Dutch production duo Mason is best known for their club track "Exceeder" which became the pop hit "Perfect" thanks to vocals by Princess Superstar. They've gone underground with a series of tracks that have gained much play from DJs around the world. 2011 saw them release their debut artist album They Are Among Us, featuring collaborations with everyone from Roisin Murphy and Sam Sparro to Kurtis Blow and DMC. To take their show on the road, the duo Iason Chronis and Coen Berrier have constructed a unique interactive multidimensional experience. Mason proves that there's definitely more to Dutch dance music than trance and dirty house.
DJ Ron Slomowicz: I hear that you guys worked with Roisin Murphy.
Iason Chronis (Mason): Yes, that is true. We just released our album They Are Among Us. We have been doing very club-focused records for the last seven years with a DJ following, and we thought it would be a nice challenge to make an album with more of a pop approach. We basically made a wish list of artists that we would like to work with and sent out our ideas and sketches. A lot of them were really up for it because they liked the music. This includes Roisin Murphy, Run DMC, Kurtis Blow and Aqualung. It was really inspiring and a big challenge to work with these kind of people. Since they are so talented at what they do it made us want to work even harder.
RS: When you work with them, do you send them a track and they write a topline to it? How do you collaborate?
Coen Berrier (Mason): It is actually different every time. Sometimes we go physically into the studio and record. With Roisin Murphy that is what we did. She was very impressive by the way. She actually wrote the lyrics there on the fly. At first, we were kind of worried because she didn’t prepare anything. It actually turned out really nice, which shows how much talent she has. She came in with a big scrapbook that had all kinds of cutouts and news articles in it. Sometimes we just work from eMails or the artist will come to us. There is one track that we actually wrote the whole top line and then asked someone to sing it. It can work either way. With the Aqualung track, for instance, he just delivered the vocals and we built the track around that.
Iason Chronis (Mason): The nicest way is to be in the studio together at the same time so that you can go back and forth with ideas and leave the studio when you are finished and satisfied.
RS: You also worked with Sam Sparro, correct?
Iason Chronis (Mason): That is right; we did a track with Sam Sparro in collaboration with DMC. It is called "Corrected" and it did really well here. He is a great vocalist, so it was pretty cool.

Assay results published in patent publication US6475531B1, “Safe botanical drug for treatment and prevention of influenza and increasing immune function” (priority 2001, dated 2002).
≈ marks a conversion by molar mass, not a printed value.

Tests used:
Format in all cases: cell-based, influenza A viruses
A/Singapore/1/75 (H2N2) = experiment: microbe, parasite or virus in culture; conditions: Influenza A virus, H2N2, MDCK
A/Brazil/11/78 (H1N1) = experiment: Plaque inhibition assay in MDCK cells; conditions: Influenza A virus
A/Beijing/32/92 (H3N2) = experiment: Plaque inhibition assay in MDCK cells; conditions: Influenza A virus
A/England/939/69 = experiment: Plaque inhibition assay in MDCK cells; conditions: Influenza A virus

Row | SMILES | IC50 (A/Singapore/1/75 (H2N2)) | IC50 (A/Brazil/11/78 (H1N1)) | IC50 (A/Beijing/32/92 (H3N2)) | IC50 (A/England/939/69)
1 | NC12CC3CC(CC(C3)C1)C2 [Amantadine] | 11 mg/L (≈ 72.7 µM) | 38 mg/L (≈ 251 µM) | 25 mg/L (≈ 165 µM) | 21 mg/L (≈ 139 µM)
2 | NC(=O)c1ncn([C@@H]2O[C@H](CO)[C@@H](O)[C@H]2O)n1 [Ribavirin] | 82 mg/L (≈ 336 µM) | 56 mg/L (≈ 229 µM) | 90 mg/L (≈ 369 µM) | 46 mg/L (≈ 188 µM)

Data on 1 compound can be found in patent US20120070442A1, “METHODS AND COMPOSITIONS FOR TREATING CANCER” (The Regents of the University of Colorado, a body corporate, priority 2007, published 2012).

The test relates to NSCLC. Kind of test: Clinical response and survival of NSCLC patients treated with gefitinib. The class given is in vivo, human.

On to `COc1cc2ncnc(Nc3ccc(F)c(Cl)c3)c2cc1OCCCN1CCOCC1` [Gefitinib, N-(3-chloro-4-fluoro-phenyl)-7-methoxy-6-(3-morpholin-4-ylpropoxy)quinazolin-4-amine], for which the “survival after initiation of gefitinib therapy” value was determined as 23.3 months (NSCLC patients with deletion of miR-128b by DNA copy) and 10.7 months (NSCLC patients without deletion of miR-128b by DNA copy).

RS: Your artwork and logo is a cartoon kind of creation, who drew it and what was the inspiration of that?
Iason Chronis (Mason): Our label is called ‘Animal Language’ and it started out as our logo. It started as one little animal, but since we kept doing Animal Language parties and releases, our designer Ifo kept making more of them. It is now a whole life form; there is a whole world out there of all these animals that just keep getting nicer and nicer.
Coen Berrier (Mason): His company 310k based here in the Netherlands. They do very great stuff. We are actually about to release an underwear line with these animals on them. It is a nice gift for the holidays.
RS: You have a new single called "Le Big Bob."
Iason Chronis (Mason): That’s right; it is our new release on Animal Language. It is not from the album. It has an electro, pop funk track, with remixes by Arveene & Misk, that are also on our label, as well as Disco of Doom, Luke Walker, and In Flagranti.
RS: What kind of track is it?
Iason Chronis (Mason): It is fun; we don’t like to take things too seriously. We aren’t the type of producers that like to make the boring two-minute intro, bassline, a one-minute breakdown and outro kind of track. It is just a fun, crazy track. Many times, they are just sketches that they would be used to play live or in the DJ sets. When we see what works we just make it into a proper release.
Coen Berrier (Mason): The video is actually worth checking out; it has a nice kind of food porn thing going on. We ran into some guys at a marketing company in Holland and they use a lot of commercials from big restaurant chains. They have all sorts of salad tossing, ice cubes falling in slow motion, and shrimp being broken in half with the juice falling out of them, so it is real fun.